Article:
40. In declaring recognition of the competence of the
Committee on the Elimination of Racial Discrimination in
accordance with article 14 of CERD, a number of States parties
have put forward reservations or declarations specifying that the
Committee shall not consider any communications unless it has
ascertained that the same matter has not been, and is not being,
examined under another procedure of international investigation
or settlement.31/ Others specify the applicability ratione
temporis of the procedure, i.e. that it is recognized for events,
or decisions thereon, occurring after the entry into force of the
41. In declaring recognition of the competence of the
Committee against Torture under article 22 of CAT, one State
party declared that such competence would cover events occurring
after the adoption of the declaration.33/
(k) Reference to a State party
42. Before declaring a communication admissible, all four
procedures under review establish that any communication is to be
brought to the attention of the State party.34/ CERD puts
forward the requirement that this be done "confidentially", and
that the identity of the individual or groups of individuals
concerned "shall not be revealed without his or their express
consent".35/ So far, no petitioner has requested that his or
their identity should not be revealed to the State party
43. The rules of procedure of the Human Rights Committee, the
Committee on the Elimination of Racial Discrimination and the
Committee against Torture provide that a communication may not be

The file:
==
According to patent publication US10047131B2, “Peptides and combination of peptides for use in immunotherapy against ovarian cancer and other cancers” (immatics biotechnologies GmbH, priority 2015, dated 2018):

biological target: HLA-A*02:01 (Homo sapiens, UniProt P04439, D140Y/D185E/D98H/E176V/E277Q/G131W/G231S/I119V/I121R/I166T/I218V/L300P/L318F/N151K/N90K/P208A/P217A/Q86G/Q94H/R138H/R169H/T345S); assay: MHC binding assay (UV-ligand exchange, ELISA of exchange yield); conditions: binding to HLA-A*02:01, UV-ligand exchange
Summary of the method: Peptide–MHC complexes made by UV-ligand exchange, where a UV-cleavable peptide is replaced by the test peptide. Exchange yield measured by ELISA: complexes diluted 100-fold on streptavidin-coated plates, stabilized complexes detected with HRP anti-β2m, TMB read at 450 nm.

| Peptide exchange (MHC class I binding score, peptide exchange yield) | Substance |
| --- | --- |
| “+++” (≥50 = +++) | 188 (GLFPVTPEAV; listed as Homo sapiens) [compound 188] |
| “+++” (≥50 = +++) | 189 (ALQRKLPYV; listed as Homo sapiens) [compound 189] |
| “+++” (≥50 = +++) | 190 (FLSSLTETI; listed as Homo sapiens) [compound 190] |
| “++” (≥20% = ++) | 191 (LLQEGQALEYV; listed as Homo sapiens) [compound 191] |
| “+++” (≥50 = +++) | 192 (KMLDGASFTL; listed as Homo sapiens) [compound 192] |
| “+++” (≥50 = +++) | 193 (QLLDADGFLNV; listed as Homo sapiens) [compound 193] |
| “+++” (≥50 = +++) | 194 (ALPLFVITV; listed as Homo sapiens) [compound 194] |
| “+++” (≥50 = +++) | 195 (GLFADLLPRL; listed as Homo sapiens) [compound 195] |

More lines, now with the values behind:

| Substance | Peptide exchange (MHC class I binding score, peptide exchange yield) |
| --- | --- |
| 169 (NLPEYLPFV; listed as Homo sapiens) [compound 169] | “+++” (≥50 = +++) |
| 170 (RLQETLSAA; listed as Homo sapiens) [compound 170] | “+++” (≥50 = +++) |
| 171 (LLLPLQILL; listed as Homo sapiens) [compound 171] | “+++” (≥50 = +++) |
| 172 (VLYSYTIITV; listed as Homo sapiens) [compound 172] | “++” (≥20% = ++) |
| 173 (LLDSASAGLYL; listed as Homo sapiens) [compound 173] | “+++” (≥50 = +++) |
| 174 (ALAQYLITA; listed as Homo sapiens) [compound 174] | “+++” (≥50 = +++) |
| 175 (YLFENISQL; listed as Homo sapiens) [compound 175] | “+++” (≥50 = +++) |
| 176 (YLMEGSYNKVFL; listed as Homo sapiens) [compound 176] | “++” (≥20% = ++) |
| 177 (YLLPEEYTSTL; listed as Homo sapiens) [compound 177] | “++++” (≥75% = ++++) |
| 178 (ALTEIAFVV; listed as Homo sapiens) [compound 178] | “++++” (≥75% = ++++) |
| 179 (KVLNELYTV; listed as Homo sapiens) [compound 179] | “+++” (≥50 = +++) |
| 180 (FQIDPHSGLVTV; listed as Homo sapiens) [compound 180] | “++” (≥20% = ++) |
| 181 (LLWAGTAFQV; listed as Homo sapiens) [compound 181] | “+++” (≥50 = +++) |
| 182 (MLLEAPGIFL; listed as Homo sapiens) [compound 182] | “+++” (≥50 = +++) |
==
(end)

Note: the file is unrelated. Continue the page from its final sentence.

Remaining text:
declared admissible "unless the State party concerned has
received the text of the communication and has been given an
opportunity to furnish information or observations" relevant to
the question of admissibility, notably information relating to
the exhaustion of domestic remedies.36/ To reach a decision on
admissibility, a Committee may request that the author provide
additional information or clarifications relevant to the question
of admissibility.37/ The rules of procedure establish that the
treaty bodies, in the pre- admissibility stage, may set time
limits for the submission of such additional information,
clarifications and observations "with a view to avoiding undue
delay".38/ If deadlines are not kept either by the State party
or by the author, the treaty body may decide the question of
admissibility "in light of available information".39/
44. Standing under a communications procedure determines who
may submit a communication under the instruments under review.